Dennis Keyser, a truck driver with Good Shepherd Food Bank of Maine, weighs produce that just arrived at the food bank's Hampden warehouse, Aug. 22, 2016.

There has been a lot of positive economic news in recent years. The stock market has tripled in value over the last decade. In many parts of the country, including Maine, unemployment rates are at historic lows. But one important number — wages — has remained stagnant since plunging in 2009 as the Great Recession hit the U.S.

With inflation included, hourly wages for the average American worker are lower than they were a year ago.

As a result, many Americans report struggling to get by financially. Nearly 40 percent of Americans reported having troubling meeting at least one basic need — such as paying rent or buying food — last year, according to a survey by the Urban Institute that was released this week.

More than 23 percent of respondents reported an inability to afford food, making it the most common hardship reported, followed by not being able to pay a medical bill (18 percent) or skipping medical treatment because of the cost (18 percent).

These numbers cut across all income groups, a finding that surprised Urban Institute researchers, who expected to find struggles among low-income Americans, but not middle-class Americans. Hardship rates were higher for low-income households, with 40 percent reporting food insecurity, for example.

“I hope that people will see,” Michael Karpman, a co-author of the study, told CBS Moneywatch, “that even though we’re in a relatively healthy economy, a lot of families are still having difficulty meeting their basic needs for food, housing and health care.”

These findings offer a stark warning as Republican lawmakers, including 2nd District Rep. Bruce Poliquin, continue to push for further restrictions on federal safety net programs, particularly food assistance. Additional work requirements for participants in the Supplemental Nutrition Assistance Program were included in a House version of the Farm Bill, but rejected by the Senate. Those two bill will soon be reconciled and Poliquin continues to push for the work requirements, despite warnings from officials at Maine’s largest food bank that they would be harmful.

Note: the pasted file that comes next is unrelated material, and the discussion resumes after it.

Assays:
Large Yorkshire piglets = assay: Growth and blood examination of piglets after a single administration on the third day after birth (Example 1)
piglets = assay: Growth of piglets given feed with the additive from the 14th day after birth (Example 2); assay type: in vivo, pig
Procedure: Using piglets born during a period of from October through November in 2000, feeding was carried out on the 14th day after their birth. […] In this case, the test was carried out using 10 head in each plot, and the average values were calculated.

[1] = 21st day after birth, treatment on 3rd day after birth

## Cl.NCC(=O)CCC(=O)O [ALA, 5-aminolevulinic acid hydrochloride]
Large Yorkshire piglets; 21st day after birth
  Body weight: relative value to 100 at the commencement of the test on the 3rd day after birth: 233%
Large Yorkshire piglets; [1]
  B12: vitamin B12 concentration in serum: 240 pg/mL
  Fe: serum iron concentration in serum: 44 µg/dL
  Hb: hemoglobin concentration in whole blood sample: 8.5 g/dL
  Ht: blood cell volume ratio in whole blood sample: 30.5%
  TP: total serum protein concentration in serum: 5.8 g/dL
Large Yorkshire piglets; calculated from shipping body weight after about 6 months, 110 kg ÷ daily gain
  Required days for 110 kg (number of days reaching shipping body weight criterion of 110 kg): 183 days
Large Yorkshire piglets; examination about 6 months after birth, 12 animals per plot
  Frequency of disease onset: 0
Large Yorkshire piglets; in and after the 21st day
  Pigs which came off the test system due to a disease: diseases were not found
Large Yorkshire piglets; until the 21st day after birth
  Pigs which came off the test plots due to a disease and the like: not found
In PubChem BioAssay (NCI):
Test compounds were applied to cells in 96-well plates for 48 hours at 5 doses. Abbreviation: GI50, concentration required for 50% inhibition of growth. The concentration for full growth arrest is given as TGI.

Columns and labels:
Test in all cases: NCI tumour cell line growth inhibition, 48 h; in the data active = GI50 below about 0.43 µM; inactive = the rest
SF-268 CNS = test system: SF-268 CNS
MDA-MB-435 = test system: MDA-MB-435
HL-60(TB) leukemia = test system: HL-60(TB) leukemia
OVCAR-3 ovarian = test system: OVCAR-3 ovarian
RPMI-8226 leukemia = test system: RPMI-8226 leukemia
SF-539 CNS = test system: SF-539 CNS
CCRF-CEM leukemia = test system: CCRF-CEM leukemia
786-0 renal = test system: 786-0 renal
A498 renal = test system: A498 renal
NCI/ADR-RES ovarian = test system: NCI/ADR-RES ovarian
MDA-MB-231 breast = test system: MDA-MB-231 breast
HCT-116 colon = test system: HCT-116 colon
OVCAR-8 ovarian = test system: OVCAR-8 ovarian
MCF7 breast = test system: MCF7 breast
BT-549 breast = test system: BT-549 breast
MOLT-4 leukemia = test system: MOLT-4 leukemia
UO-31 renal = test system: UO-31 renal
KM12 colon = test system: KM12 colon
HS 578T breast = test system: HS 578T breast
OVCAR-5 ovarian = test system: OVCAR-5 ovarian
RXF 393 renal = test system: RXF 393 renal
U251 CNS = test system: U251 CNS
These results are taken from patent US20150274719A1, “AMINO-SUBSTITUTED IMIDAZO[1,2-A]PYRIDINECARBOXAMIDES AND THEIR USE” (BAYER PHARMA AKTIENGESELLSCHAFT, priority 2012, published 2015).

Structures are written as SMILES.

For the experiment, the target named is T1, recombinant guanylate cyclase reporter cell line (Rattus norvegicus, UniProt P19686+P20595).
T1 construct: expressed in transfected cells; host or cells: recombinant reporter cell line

In Maine, the largest group of SNAP recipients is households with children, next are households including people with disabilities and older Mainers over age 60, and working families. Ten thousand Maine SNAP recipients are veterans.

The average SNAP benefit is $1.40 per person per meal.

When Gov. Paul LePage’s administration rolled back the federally funded assistance program, it caused thousands of Maine adults to lose SNAP benefits. Today about 174,000 Maine residents receive SNAP, down from 222,000 in September 2014, a drop of more than 20 percent.

The need for food assistance didn’t go away, however.

About 16.4 percent of households in Maine are food insecure, greater than the U.S. rate of 13 percent, according to data from the U.S. Department of Agriculture, which measured average rates of food insecurity between 2014 and 2016. Maine went from ninth worst in the country to seventh worst.

During a Wednesday tour of the organization’s Auburn Warehouse, Good Shepherd Food Bank President Kristen Miale warned the congressman that more work requirements would add needless bureaucracy and make more Mainers food insecure.

Poliquin responded that the best solution was to grow the U.S. economy, the Sun Journal reported. “A rising economy lifts all boats,” he said.

The Urban Institute’s research show this isn’t reality. The US economy has been rising for years, but far too many working Americans aren’t being lifted. Instead, they struggle to pay medical and utility bills and to buy food.

Adding new requirements for government assistance or reducing that assistance won’t make this problem go away.

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